A sports day is reported in the Chronicle,
10 January 1885, page 23b,
19 April 1890, page 23c,
31 March 1894, page 3g,
7 April 1893, page 3g.
A military sports day is reported in the Advertiser,
6 January 1888, page 7d; also see
30 May 1896, page 11g.
Reports on a typhoid epidemic in the town are in the Register,
28 April 1885, pages 4h-6a,
14 and 21 May 1885, pages 5c and 4e-6a - Also see South Australia - Health - Fevers - Typhoid:
At the government school no child except the master's family has answered to his name...
(Also see Register, 17, 18 and 20 February 1886, pages 5a, 6g and 5d.)
10 July 1885, page 7e and
Parliamentary Paper 66/1886, 66/1887; also see
11 July 1885, page 13e,
22 January 1887, page 35e,
10 December 1887, page 33a,
3 June 1899, page 15a,
27 August 1904, page 34d.
"Mineral Claims at Orroroo and Carrieton" is in the Chronicle,
24 July 1886, page 23b.
Also see South Australia - Mining - Coal.
The plight of farmers is discussed in the Observer,
31 October 1896, page 29a,
7 November 1896, page 4b,
7 November 1896, page 17a,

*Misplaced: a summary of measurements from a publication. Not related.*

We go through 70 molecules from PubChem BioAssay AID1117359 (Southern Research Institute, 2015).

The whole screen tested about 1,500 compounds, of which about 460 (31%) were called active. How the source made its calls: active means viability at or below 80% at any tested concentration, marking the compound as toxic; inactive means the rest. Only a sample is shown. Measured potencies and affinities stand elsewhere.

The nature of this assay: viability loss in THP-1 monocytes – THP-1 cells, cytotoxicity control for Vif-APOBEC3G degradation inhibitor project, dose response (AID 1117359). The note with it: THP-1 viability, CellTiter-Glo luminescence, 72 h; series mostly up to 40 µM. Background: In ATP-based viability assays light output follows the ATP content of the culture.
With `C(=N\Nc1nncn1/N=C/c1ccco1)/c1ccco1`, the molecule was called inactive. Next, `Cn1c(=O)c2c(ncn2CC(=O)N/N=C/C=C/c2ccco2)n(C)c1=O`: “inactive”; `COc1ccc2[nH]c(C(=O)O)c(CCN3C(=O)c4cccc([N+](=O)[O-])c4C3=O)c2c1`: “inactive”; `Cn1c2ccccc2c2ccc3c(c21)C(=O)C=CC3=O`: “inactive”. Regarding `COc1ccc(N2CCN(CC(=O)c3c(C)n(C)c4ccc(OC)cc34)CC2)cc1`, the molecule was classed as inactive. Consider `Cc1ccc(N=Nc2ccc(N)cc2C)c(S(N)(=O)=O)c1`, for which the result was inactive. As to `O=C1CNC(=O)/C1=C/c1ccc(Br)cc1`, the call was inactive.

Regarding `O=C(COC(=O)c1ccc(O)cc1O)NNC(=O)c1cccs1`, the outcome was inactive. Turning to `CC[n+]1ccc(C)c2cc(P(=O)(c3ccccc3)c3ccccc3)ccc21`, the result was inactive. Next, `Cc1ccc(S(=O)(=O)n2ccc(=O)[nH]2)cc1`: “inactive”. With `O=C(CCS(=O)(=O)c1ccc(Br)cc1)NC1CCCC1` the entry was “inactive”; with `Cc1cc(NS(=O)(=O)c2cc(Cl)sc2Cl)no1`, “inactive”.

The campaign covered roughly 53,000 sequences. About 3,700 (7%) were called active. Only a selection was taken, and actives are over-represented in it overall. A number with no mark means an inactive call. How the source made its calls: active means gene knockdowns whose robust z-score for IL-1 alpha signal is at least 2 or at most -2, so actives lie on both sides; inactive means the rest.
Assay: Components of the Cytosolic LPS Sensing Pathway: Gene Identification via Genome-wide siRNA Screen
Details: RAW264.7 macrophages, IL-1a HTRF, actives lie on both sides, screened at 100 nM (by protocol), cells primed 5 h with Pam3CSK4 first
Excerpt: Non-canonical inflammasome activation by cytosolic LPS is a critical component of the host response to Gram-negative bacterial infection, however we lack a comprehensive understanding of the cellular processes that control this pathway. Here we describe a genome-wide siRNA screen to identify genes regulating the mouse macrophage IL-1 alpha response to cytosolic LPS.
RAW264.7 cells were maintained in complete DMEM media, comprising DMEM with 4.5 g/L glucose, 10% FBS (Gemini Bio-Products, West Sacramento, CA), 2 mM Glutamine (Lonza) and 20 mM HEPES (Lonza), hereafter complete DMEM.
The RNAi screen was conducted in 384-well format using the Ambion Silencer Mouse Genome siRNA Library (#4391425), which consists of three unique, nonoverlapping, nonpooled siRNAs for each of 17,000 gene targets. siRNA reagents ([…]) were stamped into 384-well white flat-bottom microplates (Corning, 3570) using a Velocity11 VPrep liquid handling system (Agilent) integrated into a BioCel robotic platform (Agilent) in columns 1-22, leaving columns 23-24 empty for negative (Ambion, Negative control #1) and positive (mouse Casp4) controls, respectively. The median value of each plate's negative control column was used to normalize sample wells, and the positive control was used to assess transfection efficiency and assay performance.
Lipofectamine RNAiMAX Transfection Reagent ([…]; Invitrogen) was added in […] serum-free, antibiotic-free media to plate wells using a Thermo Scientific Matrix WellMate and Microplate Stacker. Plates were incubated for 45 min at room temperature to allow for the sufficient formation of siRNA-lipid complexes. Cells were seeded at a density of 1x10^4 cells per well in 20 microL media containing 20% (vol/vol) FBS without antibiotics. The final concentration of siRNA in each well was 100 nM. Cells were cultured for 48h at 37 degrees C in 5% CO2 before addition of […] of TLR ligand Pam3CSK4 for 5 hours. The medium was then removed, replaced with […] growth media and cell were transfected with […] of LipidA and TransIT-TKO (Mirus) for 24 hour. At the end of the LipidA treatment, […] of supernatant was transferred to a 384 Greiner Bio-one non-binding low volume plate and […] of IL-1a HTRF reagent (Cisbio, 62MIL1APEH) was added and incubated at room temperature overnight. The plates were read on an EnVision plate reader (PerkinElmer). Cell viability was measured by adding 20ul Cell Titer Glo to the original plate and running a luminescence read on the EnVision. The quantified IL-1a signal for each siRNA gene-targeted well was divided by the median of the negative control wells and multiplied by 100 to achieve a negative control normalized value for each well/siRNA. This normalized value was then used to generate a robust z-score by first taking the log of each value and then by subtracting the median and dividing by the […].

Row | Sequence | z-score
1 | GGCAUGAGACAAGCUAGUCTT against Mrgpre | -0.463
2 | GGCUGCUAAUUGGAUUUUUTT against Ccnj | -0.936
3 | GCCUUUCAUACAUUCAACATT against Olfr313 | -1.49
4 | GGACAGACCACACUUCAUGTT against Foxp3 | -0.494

3 December 1898, page 17a,
9 February 1901, page 8b.
The reminiscences of Mr W.J. Gleeson appear on
24 October 1922, page 4f; also see
28 October 1922, page 5a,
13 July 1933, page 6.
Also see South Australia - Northern Lands Development and Allied Matters - Comments on Goyder's Line.
A photograph of Mr Davis's implement works is in the Pictorial Australian in
March 1895, page 45,
of members of the district council in the Chronicle,
30 January 1909, page 30.
"The Carrieton Tragedy" is in the Register,
12 and 13 February 1920, pages 7f and 7g,
12 February 1920, page 1a.
"Carrieton Caves" is in the Advertiser,
29 March 1922, page 10e,
"The Guano Caves" on
5 August 1922, page 12f; also see Place Names - Arcoota.
Carrieton - Obituaries
An obituary of John F. Fisher is in the Register,
30 July 1913, page 12h,
of Thomas Shephard on 21 November 1917, page 6f,
of P. McInerney and T.E. Sharp on 28 November 1917, page 6f,
of T.G. Sullivan on 13 May 1918, page 4g,
of Mrs Susan Sharp on 28 January 1925, page 8h,
of Mrs Winifred O'Dea on 24 April 1926, page 11c,
of Mrs Mary Moroney on 1 and 5 June 1926, pages 8f and 3g.
An obituary of P.A. Molloy is in the Observer,
10 March 1917, page 21d,
of Henry Hodgson on 2 June 1917, page 33a,
of W.S. Lasscock on 6 October 1917, page 39a,